• Galya Diment
  • Yuri Slezkine


Siberia has not been a single administrative unit since the 1820s. It has no history of independent political existence, no claim to a separate ethnic identity, and no clear borders. The Siberia that Ermak conquered was a small Tatar khanate on the Irtysh; the Siberia of Russian peasant settlement was a narrow strip of territory along the Chinese border (including today’s northern Kazakhstan); and the Siberia of Stalin’s camps was partly in European Russia (Vorkuta) and partly in the “Far East,” which is separated from the Siberian “mainland” by an imaginary no-man’s land. And yet, in some very important sense, the elusive country “behind the Urals” is the most real and the most durable part of the Russian landscape. Many of the early Rus principalities have become Russia, New Russia (Novorossiia) has become old, and those areas that have not come to be perceived as ethnically Russian have become foreign, or at least “autonomous.” Only Siberia, alone among the country’s historic regions, has remained part of Russia while retaining a separate past and a separate present.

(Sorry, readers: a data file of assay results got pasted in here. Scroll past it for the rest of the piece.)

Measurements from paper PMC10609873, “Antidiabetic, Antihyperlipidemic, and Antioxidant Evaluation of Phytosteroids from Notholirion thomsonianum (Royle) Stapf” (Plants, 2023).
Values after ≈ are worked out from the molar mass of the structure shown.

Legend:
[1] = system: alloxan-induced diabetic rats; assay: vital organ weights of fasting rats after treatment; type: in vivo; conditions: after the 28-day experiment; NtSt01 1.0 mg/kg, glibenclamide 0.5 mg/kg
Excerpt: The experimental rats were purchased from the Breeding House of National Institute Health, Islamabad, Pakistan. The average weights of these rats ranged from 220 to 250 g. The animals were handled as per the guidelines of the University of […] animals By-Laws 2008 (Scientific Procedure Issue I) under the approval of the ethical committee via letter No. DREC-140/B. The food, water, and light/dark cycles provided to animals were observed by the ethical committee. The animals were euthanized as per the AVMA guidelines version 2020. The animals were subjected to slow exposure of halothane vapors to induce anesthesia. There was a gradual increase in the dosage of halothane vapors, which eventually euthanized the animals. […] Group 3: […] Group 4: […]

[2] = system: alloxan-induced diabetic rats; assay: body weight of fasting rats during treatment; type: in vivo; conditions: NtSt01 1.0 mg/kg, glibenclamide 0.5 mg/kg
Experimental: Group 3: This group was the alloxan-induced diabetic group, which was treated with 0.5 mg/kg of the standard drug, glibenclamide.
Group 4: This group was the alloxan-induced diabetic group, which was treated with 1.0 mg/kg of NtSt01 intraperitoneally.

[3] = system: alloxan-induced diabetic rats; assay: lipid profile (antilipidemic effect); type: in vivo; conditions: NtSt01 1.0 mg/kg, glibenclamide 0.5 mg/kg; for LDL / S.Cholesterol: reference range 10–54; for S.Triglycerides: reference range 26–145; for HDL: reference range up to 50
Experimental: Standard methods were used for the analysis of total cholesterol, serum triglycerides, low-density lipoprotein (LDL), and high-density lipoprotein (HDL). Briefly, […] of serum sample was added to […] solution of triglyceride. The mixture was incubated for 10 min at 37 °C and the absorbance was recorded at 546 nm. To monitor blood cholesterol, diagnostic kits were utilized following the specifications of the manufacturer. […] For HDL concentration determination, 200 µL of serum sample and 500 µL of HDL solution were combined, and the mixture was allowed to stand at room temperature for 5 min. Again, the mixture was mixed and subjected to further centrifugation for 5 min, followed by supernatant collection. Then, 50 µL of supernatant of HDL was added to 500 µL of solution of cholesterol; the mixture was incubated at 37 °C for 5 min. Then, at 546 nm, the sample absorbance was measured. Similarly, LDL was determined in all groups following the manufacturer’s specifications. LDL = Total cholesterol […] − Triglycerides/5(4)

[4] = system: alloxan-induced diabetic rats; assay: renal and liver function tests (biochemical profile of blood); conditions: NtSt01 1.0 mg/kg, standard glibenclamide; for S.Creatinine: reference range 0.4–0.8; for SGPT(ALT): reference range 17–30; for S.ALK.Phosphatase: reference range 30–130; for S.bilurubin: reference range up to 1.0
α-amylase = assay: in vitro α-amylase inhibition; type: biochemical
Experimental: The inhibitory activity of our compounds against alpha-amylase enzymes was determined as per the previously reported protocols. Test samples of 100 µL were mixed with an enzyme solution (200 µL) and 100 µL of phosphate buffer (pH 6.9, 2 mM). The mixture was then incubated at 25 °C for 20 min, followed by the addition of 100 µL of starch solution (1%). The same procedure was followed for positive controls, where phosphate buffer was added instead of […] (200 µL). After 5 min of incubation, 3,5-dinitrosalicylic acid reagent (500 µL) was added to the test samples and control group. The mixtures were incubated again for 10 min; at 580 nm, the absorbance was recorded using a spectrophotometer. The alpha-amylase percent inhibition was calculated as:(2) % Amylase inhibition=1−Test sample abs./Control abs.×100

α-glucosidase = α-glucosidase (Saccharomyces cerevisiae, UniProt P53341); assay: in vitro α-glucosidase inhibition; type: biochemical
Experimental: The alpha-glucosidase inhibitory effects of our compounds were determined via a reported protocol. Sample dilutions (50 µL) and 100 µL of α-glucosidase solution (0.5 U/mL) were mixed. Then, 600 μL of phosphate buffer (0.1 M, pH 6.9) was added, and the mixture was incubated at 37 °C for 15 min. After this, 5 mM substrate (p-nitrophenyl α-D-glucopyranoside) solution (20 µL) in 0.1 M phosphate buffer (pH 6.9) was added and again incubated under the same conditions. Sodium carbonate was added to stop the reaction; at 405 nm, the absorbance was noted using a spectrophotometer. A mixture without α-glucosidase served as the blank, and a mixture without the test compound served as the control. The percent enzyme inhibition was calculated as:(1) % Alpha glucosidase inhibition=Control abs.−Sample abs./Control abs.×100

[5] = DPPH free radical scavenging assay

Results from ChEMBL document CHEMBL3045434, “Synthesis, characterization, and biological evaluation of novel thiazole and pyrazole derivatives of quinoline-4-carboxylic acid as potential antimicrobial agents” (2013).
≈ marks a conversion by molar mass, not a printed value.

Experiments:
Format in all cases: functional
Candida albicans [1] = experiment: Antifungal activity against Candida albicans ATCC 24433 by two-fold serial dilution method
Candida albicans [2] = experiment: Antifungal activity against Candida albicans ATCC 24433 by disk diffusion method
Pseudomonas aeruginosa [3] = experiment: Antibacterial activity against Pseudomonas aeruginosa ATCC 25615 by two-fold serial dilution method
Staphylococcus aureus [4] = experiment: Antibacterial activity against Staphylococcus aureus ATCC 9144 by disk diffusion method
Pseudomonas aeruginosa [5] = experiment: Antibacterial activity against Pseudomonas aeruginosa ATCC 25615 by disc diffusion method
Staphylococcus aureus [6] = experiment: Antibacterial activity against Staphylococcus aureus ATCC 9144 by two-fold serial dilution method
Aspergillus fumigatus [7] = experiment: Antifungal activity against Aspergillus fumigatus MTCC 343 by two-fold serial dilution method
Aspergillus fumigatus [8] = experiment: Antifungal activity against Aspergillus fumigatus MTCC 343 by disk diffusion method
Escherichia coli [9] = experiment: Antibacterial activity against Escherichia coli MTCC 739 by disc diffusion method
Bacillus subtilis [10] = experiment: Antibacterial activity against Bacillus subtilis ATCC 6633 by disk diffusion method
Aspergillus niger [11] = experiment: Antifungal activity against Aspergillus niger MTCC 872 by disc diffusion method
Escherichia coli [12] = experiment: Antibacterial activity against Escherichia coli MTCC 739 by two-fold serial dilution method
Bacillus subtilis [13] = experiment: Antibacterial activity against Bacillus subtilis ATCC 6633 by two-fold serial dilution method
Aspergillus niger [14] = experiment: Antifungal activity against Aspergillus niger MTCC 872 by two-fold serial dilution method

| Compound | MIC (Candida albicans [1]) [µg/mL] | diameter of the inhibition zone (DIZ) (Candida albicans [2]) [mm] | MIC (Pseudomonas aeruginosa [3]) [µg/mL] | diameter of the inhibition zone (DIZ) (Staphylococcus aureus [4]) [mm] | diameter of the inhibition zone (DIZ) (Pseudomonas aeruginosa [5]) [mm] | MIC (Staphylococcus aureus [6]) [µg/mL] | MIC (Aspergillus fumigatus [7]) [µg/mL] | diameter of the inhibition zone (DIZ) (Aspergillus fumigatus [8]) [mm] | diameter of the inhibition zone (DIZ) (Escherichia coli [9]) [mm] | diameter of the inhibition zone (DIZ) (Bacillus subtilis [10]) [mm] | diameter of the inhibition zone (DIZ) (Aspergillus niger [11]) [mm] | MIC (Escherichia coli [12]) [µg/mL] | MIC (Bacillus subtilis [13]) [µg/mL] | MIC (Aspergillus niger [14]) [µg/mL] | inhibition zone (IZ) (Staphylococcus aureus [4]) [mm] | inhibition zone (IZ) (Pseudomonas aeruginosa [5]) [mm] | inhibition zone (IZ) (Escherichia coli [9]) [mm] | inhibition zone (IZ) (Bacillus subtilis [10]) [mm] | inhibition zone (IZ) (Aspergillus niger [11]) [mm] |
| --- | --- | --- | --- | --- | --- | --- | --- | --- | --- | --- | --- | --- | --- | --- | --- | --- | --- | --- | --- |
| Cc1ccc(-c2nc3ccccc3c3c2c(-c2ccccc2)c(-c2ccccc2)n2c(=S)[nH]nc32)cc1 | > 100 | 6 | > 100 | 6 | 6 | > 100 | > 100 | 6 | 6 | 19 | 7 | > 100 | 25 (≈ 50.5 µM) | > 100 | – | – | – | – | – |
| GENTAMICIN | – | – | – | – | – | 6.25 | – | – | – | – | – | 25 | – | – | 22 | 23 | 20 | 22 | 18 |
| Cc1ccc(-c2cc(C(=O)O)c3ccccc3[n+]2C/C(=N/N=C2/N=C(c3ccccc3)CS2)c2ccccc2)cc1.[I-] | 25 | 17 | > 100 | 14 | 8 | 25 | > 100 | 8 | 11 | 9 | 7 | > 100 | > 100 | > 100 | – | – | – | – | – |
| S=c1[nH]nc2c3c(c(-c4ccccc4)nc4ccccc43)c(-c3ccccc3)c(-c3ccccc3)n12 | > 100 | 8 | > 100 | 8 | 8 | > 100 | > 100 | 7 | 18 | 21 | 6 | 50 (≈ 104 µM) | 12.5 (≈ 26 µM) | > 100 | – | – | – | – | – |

Ethnic Identity Fifteenth Century Fairy Tale Clear Border Dual Image 
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Copyright information

© Galya Diment and Yuri Slezkine 1993

Authors and Affiliations

  • Galya Diment
    • 1
  • Yuri Slezkine
    • 2
  1. 1.University of WashingtonUSA
  2. 2.University of CaliforniaBerkeleyUSA

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